Yesterday was the October excursion for the Heyfield Birdwatchers. Just before N&J and I met up with the others, we ducked into Lake Guyatt to see what might be present. Three Clamorous Reed Warblers were working the reed beds in front of us and an Egret strolled imperiously by.
We met the group and welcomed Jane, Wayne and Barry to our fold. Hope you had a good day folks. Our numbers were improved further when the Sale Field Naturalists joined our ranks for the morning session. We set off from Sale in a convoy of 11 vehicles.
The Giffard Flora Reserve was the first port of call, an old favourite of mine and we weren’t to be disappointed this time either. The bird list included White-naped and White-eared Honeyeaters, Dusky Woodswallows, Gan-gang and Yellow-tailed Black Cockatoos, White-winged Triller and this accommodating Grey Fantail upon the nest in the middle of a clump of Kangaroo Thorn …
While the birdos had their eyes to the tree tops, the field nats found plenty on the ground. Among the orchids, the Wax-lips were in flower, including the occasional all white one.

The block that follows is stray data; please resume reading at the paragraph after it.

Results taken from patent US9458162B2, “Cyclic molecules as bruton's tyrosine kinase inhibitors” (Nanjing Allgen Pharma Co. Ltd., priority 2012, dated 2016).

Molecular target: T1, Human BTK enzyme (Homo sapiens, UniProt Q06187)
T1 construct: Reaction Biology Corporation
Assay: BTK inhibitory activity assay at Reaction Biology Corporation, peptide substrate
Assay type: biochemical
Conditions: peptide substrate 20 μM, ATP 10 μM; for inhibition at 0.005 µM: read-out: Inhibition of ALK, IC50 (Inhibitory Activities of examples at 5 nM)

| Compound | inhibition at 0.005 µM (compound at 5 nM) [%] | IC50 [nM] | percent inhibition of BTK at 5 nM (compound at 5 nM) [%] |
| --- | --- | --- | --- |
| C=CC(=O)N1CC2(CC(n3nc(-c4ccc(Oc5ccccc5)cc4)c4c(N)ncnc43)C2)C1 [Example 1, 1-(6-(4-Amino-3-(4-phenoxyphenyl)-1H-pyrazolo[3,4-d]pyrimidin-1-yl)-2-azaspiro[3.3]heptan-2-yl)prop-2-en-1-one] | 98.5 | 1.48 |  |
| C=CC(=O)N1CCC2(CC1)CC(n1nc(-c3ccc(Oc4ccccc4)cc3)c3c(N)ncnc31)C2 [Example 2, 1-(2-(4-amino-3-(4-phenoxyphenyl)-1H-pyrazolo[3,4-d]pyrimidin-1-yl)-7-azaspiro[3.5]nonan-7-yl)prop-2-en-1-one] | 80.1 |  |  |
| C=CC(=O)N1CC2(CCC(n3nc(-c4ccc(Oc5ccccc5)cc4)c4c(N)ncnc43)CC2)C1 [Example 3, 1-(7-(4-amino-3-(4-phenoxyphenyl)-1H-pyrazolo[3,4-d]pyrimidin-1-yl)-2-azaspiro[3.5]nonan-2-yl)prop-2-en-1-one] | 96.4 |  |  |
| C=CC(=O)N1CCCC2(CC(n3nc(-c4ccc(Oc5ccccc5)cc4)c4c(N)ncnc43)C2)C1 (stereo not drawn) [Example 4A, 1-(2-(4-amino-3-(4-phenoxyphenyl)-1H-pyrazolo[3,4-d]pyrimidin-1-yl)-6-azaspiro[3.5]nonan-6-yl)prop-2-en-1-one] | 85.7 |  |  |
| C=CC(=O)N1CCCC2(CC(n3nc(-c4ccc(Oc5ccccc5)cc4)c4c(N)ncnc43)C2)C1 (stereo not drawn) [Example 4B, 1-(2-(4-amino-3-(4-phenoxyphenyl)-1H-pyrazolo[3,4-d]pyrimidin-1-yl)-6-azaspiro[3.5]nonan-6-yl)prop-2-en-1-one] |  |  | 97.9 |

During a cuppa, we had plenty of discussion as the two groups endeavoured to explain, identify, etc their particular species of bird or plant. Great fun and very rewarding!
We then ‘convoyed’ down to Jack Smith Lake where I’d hoped to sight some Blue-winged Parrots, but we either were not looking in the right place at the right time, or perhaps their migratory pattern meant they’d moved on. Red-capped Dotterells, White-fronted Chats, Richard’s Pipit, Skylarks and Shellduck were some of the species we did spot, and a few of the group got to see their first Calamanthus or Striated Fieldwren.
After lunch, the field nats invited us to accompany them to a particular spot in Holey Plains State Park where the very scarce Wellington Mint Bush was in flower. On the way, we were briefly ‘held up’ by the sighting of 25+ young Australian Shelduck on a farmer’s dam beside the road. This was an interesting sighting as there seemed to be two clutches of slightly different ages. We only spotted one adult bird, so we’re wondering if they were a creche of 2 or more separate breedings.
We'd also disturbed a pair of Black Swans from the same small dam, but they eventually circled back and settled on the water.
We caught up with the others at the designated spot in Holey Plains, and Norma gave us a run down on the effort being made to protect the mint Prostanthera Galbraithiae. (You may like to glance at an earlier entry on this rather scarce and vulnerable plant). While we were examining the mint population, we came across a healthy Duck orchid that got the cameras clicking away.
It was mid afternoon by now, and an approaching storm helped to make our minds up about heading home. It was a wonderful day spent in great company – might do it again one day!